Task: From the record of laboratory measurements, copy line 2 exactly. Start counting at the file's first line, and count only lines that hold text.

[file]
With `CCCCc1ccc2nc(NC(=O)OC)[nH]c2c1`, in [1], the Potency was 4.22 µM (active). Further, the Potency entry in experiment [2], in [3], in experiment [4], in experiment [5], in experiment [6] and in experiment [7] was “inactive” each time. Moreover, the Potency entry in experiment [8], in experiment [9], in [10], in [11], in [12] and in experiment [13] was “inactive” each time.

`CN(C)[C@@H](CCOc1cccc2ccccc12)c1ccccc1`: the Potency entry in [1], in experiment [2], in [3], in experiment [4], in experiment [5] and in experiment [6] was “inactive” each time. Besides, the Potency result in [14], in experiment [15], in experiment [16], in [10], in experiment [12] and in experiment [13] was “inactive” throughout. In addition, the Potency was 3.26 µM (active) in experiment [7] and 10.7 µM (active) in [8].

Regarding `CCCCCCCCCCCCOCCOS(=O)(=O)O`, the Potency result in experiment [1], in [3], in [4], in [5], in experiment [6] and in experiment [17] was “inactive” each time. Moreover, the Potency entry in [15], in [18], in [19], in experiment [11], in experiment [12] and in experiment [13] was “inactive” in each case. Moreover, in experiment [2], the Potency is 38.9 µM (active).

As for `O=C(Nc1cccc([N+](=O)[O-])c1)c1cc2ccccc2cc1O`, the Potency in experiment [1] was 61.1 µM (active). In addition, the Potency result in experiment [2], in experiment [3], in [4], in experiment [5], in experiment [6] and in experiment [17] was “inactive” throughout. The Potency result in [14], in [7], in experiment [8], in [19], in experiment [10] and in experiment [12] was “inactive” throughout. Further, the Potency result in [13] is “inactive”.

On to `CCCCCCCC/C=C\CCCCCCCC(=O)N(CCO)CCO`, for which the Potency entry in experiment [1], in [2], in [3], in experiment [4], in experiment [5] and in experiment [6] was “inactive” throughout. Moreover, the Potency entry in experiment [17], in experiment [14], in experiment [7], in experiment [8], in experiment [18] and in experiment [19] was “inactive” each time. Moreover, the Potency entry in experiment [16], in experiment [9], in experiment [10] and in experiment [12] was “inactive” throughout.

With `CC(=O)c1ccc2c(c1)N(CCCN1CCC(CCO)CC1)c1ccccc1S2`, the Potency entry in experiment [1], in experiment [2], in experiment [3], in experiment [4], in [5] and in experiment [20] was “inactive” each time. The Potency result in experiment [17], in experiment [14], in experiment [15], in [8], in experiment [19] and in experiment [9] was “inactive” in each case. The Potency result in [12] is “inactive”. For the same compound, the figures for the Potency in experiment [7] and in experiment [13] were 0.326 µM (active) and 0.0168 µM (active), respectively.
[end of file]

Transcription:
`CN(C)[C@@H](CCOc1cccc2ccccc12)c1ccccc1`: the Potency entry in [1], in experiment [2], in [3], in experiment [4], in experiment [5] and in experiment [6] was “inactive” each time. Besides, the Potency result in [14], in experiment [15], in experiment [16], in [10], in experiment [12] and in experiment [13] was “inactive” throughout. In addition, the Potency was 3.26 µM (active) in experiment [7] and 10.7 µM (active) in [8].